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Heydon has a love/hate relationship with CSS and a lust/indifference relationship with javascript. He writes a lot and makes fonts.

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The WAI Forward

It's one thing to create a web application and quite another to keep it accessible — independent of the device that the user is using and its capabilities. That's why Heydon Pickering, now the accessibility editor on Smashing Magazine, wrote an eBook Apps For All: Coding Accessible Web Applications, outlining the roadmap for well-designed, accessible applications.

This article is an excerpt of a chapter in the eBook that introduces many of the ideas and techniques presented. Reviewed by Steve Faulkner, it's an eBook you definitely shouldn't miss if you're a developer who cares about well-structured content and inclusive interface design. – Ed.

The WAI Forward

Because the W3C’s mission from the outset has been to make the web accessible, accessibility features are built into its specifications. As responsible designers, we have the job of creating compelling web experiences without disrupting the inclusive features of a simpler design.

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Semantic CSS With Intelligent Selectors

“Form ever follows function. This is the law.” So said the architect and “father of skyscrapers” Louis Sullivan. For architects not wishing to crush hundreds of innocent people under the weight of a colossal building, this rule of thumb is pretty good.

Semantic CSS With Intelligent Selectors

In design, you should always lead with function, and allow form to emerge as a result. If you were to lead with form, making your skyscraper look pretty would be easier, but at the cost of producing something pretty dangerous. So much for architects. What about front-end architects — or “not real architects,” as we are sometimes known?

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Structural SemanticsThe Importance Of HTML5 Sectioning Elements

Whatever you call them — blocks, boxes, areas, regions — we’ve been dividing our Web pages into visible sections for well over a decade. The problem is, we’ve never had the right tools to do so. While our interfaces look all the world like grids, the underlying structure has been cobbled together from numbered headings and unsemantic helper elements; an unbridled stream of content at odds with its own box-like appearance.

The Importance Of Sections

Because we can make our <div>s look but not behave like sections, the experience for assistive technology (AT) users and data-mining software is quite different from the experience enjoyed by those gifted with sight.

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Classes? Where We’re Going, We Don’t Need Classes!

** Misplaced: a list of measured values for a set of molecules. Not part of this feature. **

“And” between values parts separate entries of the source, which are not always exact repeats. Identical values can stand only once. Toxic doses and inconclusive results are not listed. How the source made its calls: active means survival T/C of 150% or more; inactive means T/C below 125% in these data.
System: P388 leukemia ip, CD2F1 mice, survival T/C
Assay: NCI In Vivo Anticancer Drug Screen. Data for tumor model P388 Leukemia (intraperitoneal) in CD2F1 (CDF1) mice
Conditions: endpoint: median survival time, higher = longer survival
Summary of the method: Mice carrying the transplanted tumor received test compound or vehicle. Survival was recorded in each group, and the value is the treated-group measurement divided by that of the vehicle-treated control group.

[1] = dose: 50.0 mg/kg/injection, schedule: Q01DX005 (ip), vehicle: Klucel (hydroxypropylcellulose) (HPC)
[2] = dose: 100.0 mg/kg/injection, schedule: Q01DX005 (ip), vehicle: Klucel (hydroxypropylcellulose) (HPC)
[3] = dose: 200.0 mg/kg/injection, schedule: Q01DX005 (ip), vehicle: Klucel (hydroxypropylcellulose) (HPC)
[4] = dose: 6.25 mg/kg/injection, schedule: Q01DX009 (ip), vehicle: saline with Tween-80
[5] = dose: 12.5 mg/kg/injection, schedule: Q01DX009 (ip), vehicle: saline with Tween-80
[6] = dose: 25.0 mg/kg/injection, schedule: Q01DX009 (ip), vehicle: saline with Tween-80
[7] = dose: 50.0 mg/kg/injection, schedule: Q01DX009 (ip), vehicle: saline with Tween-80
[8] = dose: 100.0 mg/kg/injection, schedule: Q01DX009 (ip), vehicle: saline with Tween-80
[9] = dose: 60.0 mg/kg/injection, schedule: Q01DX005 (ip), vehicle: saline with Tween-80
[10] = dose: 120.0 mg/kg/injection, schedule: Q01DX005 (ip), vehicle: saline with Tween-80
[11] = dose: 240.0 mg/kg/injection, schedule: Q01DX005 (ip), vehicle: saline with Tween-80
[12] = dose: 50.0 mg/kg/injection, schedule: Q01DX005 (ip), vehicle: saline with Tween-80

Classes, classes, classes everywhere. What if we don’t need CSS classes at all? What if we stopped worrying about how many classes we’re using and what we should be calling them and just finished with them once and for all? It would be no revelation to you to say that HTML elements can be styled without recourse to the class attribute, but have you considered the multitude of benefits that come from forgoing classes altogether.

Classes? Where We're Going, We Don't Need Classes!

In this article, we’ll demonstrate that the class is as antiquated and inappropriate for styling as the table is for layout, and that omitting them can discipline us to create more usable, reusable content. I appreciate that this is a contentious subject; I’ll meet you in the comments.

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The Perfect Paragraph

In this article, I’d like to reacquaint you with the humble workhorse of communication that is the paragraph. Paragraphs are everywhere. In fact, at the high risk of stating the obvious, you are reading one now. Despite their ubiquity, we frequently neglect their presentation. This is a mistake. Here, we’ll refer to some time-honored typesetting conventions, with an emphasis on readability, and offer guidance on adapting them effectively for devices and screens. We’ll see that the ability to embed fonts with @font-face is not by itself a solution to all of our typographic challenges.

The Perfect Paragraph

In 1992, Tim Berners-Lee circulated a document titled “HTML Tags,” which outlined just 20 tags, many of which are now obsolete or have taken other forms. The first surviving tag to be defined in the document, after the crucial anchor tag, is the paragraph tag. It wasn’t until 1993 that a discussion emerged on the proposed image tag.

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